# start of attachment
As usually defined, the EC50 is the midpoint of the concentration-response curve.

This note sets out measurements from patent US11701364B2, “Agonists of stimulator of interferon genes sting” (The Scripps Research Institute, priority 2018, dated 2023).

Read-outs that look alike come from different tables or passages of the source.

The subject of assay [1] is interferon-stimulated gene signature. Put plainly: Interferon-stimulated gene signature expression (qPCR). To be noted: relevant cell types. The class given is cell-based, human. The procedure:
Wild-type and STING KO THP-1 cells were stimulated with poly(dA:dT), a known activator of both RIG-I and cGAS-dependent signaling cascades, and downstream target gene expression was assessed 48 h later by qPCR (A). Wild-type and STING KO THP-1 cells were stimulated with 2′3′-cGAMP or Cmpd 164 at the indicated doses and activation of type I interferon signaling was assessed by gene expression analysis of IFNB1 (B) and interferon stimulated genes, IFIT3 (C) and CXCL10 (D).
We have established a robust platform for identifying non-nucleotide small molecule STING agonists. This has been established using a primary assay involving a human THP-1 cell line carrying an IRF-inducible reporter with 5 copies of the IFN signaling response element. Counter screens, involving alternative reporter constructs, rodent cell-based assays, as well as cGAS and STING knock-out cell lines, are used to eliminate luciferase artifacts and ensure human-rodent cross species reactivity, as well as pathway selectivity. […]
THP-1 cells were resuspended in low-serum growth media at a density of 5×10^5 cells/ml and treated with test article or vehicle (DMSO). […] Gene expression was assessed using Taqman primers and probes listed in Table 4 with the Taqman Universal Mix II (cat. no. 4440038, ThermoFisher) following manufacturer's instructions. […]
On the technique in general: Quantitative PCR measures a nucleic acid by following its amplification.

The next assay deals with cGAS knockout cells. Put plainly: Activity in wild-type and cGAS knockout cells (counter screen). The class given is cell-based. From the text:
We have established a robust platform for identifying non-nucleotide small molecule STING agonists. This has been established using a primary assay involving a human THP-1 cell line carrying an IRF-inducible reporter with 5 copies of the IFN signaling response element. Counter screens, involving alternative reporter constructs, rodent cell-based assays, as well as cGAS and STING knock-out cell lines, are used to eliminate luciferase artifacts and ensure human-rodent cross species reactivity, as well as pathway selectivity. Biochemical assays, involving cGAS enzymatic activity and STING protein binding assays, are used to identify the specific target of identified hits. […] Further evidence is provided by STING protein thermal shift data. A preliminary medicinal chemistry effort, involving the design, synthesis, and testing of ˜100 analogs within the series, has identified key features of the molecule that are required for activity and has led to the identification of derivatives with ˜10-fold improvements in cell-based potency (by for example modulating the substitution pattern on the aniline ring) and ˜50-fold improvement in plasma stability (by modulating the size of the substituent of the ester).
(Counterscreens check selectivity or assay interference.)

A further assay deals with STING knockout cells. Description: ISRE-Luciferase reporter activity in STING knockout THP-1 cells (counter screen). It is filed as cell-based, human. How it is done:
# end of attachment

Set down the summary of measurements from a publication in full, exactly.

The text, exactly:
As usually defined, the EC50 is the midpoint of the concentration-response curve.

This note sets out measurements from patent US11701364B2, “Agonists of stimulator of interferon genes sting” (The Scripps Research Institute, priority 2018, dated 2023).

Read-outs that look alike come from different tables or passages of the source.

The subject of assay [1] is interferon-stimulated gene signature. Put plainly: Interferon-stimulated gene signature expression (qPCR). To be noted: relevant cell types. The class given is cell-based, human. The procedure:
Wild-type and STING KO THP-1 cells were stimulated with poly(dA:dT), a known activator of both RIG-I and cGAS-dependent signaling cascades, and downstream target gene expression was assessed 48 h later by qPCR (A). Wild-type and STING KO THP-1 cells were stimulated with 2′3′-cGAMP or Cmpd 164 at the indicated doses and activation of type I interferon signaling was assessed by gene expression analysis of IFNB1 (B) and interferon stimulated genes, IFIT3 (C) and CXCL10 (D).
We have established a robust platform for identifying non-nucleotide small molecule STING agonists. This has been established using a primary assay involving a human THP-1 cell line carrying an IRF-inducible reporter with 5 copies of the IFN signaling response element. Counter screens, involving alternative reporter constructs, rodent cell-based assays, as well as cGAS and STING knock-out cell lines, are used to eliminate luciferase artifacts and ensure human-rodent cross species reactivity, as well as pathway selectivity. […]
THP-1 cells were resuspended in low-serum growth media at a density of 5×10^5 cells/ml and treated with test article or vehicle (DMSO). […] Gene expression was assessed using Taqman primers and probes listed in Table 4 with the Taqman Universal Mix II (cat. no. 4440038, ThermoFisher) following manufacturer's instructions. […]
On the technique in general: Quantitative PCR measures a nucleic acid by following its amplification.

The next assay deals with cGAS knockout cells. Put plainly: Activity in wild-type and cGAS knockout cells (counter screen). The class given is cell-based. From the text:
We have established a robust platform for identifying non-nucleotide small molecule STING agonists. This has been established using a primary assay involving a human THP-1 cell line carrying an IRF-inducible reporter with 5 copies of the IFN signaling response element. Counter screens, involving alternative reporter constructs, rodent cell-based assays, as well as cGAS and STING knock-out cell lines, are used to eliminate luciferase artifacts and ensure human-rodent cross species reactivity, as well as pathway selectivity. Biochemical assays, involving cGAS enzymatic activity and STING protein binding assays, are used to identify the specific target of identified hits. […] Further evidence is provided by STING protein thermal shift data. A preliminary medicinal chemistry effort, involving the design, synthesis, and testing of ˜100 analogs within the series, has identified key features of the molecule that are required for activity and has led to the identification of derivatives with ˜10-fold improvements in cell-based potency (by for example modulating the substitution pattern on the aniline ring) and ˜50-fold improvement in plasma stability (by modulating the size of the substituent of the ester).
(Counterscreens check selectivity or assay interference.)

A further assay deals with STING knockout cells. Description: ISRE-Luciferase reporter activity in STING knockout THP-1 cells (counter screen). It is filed as cell-based, human. How it is done: